Leading cosmetic brands turn to Namibian ingredients

03 August 2018
Namibian beauty products are increasingly being used as ingredients in beauty products made by multinationals such as L’Oréal and many others,
an industry player revealed during an interview at the SADC Industrialisation Week held in Windhoek this week.
Ingredients found in Namibia include !Nara seeds oil, Devils claw, Marula oil, Manketti (wild oak)oil, Ximenia (Wild plum) oil, Commiphora or Namibian myrrh essential oil, Mopane essential oil, Baobab seeds oil and powder, Kalahari melon seeds oil, Sea Salt, Moringa oleifera powder Ochre and Talc.
Statistics from the trade ministry show that indigenous natural products contribute around N$100 million to the Namibian economy with potential to grow to N$400 million.
Dagmar Honsbein of the Namibia Network of Cosmetic Industry told the Windhoek Observer that the sector has huge growth potential.
“The potential is vast; Namibia has many natural products. Namibian products such as marula are used as ingredients in products made by companies like L’Oréal,” she said.
“I cannot say that we are a big name in the cosmetic industry, but I am delighted to say that we are growing. Even financial institutions are starting to see the value in the cosmetic industry.”
Giving the costs in manufacturing cosmetics, Honsbein said purifying oil products can range from N$1 million to N$5 million, exporting products can cost as much as N$5 million while industrial mixing machines can cost up to N$10 million.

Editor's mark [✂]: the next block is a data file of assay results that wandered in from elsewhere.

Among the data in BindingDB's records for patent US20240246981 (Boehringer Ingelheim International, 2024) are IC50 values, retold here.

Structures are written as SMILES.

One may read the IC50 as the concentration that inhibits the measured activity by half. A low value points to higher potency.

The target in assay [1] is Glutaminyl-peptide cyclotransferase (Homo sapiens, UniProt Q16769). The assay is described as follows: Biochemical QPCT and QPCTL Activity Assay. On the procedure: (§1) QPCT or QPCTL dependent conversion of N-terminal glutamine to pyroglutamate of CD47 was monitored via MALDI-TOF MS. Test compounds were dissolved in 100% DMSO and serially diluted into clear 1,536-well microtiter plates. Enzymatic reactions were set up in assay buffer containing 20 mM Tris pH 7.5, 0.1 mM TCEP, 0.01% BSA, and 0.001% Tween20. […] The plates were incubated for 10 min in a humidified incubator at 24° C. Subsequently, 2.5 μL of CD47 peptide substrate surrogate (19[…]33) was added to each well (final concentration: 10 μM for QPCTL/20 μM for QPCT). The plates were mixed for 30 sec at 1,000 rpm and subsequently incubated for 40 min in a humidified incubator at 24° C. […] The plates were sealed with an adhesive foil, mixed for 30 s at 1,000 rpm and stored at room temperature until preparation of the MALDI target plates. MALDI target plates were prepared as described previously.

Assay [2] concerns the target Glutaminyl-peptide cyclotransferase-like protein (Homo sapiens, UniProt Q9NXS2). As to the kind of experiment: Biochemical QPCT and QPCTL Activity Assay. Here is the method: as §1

“The beauty of the industry is that you can increase your value chain, you don’t need to do it all at once,” she said.
According to Honsbein, the Namibian cosmetic industry has received requests from countries including Botswana to help them with tips on how to grow their industries.  “Our industry is on the ball because a lot of our materials are already being exported.”
The industry also imports products from Mozambique, Ghana, Nigeria and Uganda to supplement the production of its own products.
“The other African countries are of importance because we need Shea butter and Cocoa butter, thus we are already engaged in intra African trade,” said Honsbein.
The industry recently held a workshop to help Namibian beauty products enter the European Union market.


The Windhoek Observer is an English-language weekly newspaper, published in Namibia by Paragon Investment Holding. It is the country's oldest and largest circulating weekly.

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